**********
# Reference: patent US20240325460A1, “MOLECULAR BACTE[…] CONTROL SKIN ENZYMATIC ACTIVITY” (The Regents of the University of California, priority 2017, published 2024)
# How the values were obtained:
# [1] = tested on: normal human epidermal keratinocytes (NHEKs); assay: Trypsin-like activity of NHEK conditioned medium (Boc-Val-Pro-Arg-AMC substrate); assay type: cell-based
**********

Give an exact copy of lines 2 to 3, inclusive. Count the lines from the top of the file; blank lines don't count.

# How the values were obtained:
# [1] = tested on: normal human epidermal keratinocytes (NHEKs); assay: Trypsin-like activity of NHEK conditioned medium (Boc-Val-Pro-Arg-AMC substrate); assay type: cell-based